Greece – Meteora & Thessaloniki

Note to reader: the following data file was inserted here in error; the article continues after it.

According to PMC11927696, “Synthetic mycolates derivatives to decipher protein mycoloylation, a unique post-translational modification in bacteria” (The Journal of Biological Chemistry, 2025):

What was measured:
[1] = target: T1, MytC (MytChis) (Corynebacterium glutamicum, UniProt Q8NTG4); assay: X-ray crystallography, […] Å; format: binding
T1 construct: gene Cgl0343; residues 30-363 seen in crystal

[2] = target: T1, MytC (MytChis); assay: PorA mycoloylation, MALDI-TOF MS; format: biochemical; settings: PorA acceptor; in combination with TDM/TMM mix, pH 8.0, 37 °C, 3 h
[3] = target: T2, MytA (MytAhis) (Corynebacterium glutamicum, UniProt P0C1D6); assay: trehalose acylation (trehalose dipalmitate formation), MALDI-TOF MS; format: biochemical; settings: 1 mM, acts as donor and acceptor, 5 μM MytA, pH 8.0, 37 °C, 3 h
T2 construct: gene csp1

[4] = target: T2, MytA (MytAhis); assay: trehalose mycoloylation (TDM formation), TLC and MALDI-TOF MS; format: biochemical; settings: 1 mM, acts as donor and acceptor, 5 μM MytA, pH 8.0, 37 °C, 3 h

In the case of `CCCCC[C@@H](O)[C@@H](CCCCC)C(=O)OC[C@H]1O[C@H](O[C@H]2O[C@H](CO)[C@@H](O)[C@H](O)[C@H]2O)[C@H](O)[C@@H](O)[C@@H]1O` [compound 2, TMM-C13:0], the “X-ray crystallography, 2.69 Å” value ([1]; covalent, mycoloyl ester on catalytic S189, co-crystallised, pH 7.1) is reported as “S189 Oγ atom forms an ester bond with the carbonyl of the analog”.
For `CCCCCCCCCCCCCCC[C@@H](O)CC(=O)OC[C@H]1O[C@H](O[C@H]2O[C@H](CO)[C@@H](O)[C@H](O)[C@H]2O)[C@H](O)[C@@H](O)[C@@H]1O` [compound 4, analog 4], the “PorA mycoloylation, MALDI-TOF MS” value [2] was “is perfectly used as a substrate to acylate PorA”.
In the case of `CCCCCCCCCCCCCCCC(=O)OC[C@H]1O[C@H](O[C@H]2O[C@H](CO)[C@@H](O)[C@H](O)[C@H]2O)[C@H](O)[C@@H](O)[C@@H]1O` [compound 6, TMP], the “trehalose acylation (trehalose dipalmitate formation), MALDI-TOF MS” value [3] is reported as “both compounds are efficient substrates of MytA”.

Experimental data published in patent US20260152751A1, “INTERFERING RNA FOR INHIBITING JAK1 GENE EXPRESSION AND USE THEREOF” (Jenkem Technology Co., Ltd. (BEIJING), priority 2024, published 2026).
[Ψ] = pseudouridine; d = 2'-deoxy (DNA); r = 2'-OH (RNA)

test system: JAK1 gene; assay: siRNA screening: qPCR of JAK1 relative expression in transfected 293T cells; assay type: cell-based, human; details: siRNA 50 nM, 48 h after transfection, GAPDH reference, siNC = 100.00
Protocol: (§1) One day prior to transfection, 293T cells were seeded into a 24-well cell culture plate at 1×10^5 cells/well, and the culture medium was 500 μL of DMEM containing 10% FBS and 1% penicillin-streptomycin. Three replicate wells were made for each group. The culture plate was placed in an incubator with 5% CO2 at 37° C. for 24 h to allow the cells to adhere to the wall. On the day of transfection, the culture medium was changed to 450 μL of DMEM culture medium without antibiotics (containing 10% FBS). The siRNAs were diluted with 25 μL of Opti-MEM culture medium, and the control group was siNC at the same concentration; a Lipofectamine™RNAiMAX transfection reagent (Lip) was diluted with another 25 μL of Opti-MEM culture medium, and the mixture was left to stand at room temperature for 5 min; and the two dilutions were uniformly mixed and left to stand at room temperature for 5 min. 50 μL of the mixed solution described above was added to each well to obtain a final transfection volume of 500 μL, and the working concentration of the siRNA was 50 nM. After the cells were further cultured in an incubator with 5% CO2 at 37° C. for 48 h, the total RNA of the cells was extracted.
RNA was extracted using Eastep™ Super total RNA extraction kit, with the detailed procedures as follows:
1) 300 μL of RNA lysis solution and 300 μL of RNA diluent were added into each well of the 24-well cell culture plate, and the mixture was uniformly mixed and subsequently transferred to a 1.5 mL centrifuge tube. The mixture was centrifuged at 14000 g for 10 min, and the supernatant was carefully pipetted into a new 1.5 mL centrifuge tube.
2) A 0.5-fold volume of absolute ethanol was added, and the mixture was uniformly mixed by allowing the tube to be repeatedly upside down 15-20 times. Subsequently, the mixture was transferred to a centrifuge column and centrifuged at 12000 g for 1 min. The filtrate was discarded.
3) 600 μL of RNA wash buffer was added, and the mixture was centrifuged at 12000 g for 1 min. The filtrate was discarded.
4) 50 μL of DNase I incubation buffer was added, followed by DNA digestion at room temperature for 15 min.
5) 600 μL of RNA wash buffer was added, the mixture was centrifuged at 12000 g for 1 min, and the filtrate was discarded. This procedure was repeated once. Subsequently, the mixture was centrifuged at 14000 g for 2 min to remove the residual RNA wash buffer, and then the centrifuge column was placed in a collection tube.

After we saw a Germanwings flight linking Stuttgart to Thessaloniki, we decided it was time to visit mainland Greece. The reason? We were keen on checking out Meteora, which had fascinated us for years. What better excuse than a long Memorial day weekend? The weather in late May was fabulous and Meteora lived up to our high expectations. Bonus city was Thessaloniki which we didn’t know much about except it is Greece’s 2nd largest city. Greece remains one of our favorite countries in Europe and we can’t wait to explore more.